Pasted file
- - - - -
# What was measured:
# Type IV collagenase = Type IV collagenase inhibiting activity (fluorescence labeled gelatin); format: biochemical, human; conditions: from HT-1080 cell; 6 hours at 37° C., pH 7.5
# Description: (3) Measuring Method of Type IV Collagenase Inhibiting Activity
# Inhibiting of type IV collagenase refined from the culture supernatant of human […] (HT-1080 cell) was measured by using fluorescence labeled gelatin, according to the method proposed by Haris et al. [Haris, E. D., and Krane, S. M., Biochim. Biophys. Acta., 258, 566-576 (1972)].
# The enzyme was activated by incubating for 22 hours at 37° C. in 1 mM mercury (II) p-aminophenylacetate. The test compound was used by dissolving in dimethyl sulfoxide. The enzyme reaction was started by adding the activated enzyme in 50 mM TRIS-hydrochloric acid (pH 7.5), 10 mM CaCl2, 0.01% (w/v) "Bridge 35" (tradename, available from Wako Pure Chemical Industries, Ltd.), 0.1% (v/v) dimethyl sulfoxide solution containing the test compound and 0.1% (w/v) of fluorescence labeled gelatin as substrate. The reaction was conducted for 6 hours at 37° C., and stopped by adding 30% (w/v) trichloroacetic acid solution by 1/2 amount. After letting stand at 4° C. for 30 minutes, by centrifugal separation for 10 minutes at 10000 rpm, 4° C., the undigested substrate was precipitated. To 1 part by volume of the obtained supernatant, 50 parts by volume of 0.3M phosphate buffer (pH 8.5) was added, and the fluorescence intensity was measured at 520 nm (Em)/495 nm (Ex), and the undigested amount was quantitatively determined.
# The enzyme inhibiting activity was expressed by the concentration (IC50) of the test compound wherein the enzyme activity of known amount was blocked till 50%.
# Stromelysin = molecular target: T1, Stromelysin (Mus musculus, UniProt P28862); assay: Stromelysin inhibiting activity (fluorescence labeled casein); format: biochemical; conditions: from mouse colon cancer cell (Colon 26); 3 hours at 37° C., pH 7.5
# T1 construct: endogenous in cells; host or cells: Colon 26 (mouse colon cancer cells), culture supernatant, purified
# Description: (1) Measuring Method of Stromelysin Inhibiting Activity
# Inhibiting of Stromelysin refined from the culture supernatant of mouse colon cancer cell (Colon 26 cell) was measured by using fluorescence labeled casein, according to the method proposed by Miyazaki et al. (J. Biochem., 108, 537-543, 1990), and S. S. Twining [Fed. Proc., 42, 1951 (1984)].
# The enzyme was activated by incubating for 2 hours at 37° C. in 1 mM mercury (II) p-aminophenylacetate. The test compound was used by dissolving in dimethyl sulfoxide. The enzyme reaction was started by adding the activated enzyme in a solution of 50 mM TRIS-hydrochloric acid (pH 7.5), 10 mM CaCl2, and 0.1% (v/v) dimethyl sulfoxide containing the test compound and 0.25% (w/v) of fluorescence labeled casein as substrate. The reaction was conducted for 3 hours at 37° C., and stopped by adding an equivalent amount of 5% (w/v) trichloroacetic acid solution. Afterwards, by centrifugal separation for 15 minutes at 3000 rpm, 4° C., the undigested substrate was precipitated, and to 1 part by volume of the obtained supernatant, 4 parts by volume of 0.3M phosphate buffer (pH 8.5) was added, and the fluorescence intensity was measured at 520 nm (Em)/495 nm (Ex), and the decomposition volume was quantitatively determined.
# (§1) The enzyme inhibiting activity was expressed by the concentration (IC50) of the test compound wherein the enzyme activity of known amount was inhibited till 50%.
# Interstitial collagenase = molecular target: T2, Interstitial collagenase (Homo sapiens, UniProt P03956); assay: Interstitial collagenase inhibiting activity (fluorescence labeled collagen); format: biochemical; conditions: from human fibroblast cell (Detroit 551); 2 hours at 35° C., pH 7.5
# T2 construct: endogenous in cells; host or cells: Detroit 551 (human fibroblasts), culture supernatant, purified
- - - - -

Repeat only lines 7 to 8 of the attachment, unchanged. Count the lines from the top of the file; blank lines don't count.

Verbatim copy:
# Stromelysin = molecular target: T1, Stromelysin (Mus musculus, UniProt P28862); assay: Stromelysin inhibiting activity (fluorescence labeled casein); format: biochemical; conditions: from mouse colon cancer cell (Colon 26); 3 hours at 37° C., pH 7.5
# T1 construct: endogenous in cells; host or cells: Colon 26 (mouse colon cancer cells), culture supernatant, purified